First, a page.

Most services and apps on Android devices are updated independently of the operating system, even some built-in system applications like Chrome and the Google Play Store — a stark contrast to iPhone and iPad, where new features in apps like Safari and Apple Music require a full OS upgrade. That means even when your device’s maker is done with updates, your phone or tablet should continue functioning normally for several more years.
Google maintains most of its applications and services for many years after an Android version is released. For example, Google Play Services powers many APIs and the Play Store, and it’s still fully supported on Android 4.4 — which first arrived on phones in September 2013. However, some apps and games don’t go that far back. The Facebook app requires Android 6.0 (from 2015) or higher, while Microsoft Outlook wants Android 8.0 (from 2017) or newer. Even if you’re stuck on an Android version from a few years ago, you’ll still get to use new apps and some system features.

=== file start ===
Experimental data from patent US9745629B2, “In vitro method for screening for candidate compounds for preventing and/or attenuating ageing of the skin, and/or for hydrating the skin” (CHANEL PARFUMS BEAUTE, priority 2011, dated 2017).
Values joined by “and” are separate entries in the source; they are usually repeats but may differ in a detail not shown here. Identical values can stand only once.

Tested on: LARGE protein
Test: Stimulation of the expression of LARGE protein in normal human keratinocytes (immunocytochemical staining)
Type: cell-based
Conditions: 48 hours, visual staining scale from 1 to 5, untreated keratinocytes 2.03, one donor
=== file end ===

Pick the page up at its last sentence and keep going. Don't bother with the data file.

The catch is that new security vulnerabilities are discovered constantly in Android (just like Windows, iOS, iPadOS, and other platforms), and if your device isn’t receiving operating system security patches, it will gradually become more vulnerable to malware. Google Play Protect can protect you from some malicious apps, and Google updates both Chrome and WebView (the system component that loads web pages inside most apps) for several years after an Android version is released, which protects devices from security vulnerabilities on the web. However, having an Android device with regular system security updates is still the only way to be as protected as possible.
iPhones and iPads receive system updates for much longer than the typical Android phone — the five-year-old iPhone 8 just got iOS 16 — but a few features aren’t rolled out to older models. After official iOS support ends, you don’t get any new features or updates to most of Apple’s apps, just occasional security updates. Compared to most Android devices, feature and security updates last much longer, but there’s eventually a hard cut-off instead of a gradual slope into unsupported software.